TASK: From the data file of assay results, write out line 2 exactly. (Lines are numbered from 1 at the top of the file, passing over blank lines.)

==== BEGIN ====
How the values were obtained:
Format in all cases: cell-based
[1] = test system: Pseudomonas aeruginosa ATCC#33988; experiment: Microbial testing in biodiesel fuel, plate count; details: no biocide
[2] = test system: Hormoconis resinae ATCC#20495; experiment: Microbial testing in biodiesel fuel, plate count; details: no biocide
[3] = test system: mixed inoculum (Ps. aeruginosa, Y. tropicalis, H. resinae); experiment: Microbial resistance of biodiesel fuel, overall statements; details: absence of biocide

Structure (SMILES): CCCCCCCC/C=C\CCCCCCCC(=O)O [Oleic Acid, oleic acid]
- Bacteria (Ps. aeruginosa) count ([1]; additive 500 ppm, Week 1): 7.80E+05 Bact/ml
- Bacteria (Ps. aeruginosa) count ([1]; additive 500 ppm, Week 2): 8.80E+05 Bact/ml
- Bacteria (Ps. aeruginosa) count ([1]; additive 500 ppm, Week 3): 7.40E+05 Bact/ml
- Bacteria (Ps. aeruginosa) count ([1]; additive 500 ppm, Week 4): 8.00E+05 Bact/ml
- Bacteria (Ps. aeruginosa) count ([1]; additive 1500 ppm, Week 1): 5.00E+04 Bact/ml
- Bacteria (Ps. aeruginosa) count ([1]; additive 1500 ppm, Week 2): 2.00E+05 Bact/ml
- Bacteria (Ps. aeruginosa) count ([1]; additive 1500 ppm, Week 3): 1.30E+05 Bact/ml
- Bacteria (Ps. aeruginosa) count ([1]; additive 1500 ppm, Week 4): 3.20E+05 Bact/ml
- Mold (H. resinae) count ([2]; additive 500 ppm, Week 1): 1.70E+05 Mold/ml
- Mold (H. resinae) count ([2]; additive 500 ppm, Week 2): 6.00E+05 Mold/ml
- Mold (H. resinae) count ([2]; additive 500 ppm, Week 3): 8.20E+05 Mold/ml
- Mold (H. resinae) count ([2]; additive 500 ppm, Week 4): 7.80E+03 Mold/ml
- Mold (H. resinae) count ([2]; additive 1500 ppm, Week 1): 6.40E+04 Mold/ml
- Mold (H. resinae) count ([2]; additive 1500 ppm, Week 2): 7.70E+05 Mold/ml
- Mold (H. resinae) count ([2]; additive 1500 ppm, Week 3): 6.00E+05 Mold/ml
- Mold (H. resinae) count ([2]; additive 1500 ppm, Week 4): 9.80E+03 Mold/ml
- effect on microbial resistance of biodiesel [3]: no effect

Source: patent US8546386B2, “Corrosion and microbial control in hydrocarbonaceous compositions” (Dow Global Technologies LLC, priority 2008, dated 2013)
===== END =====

Format in all cases: cell-based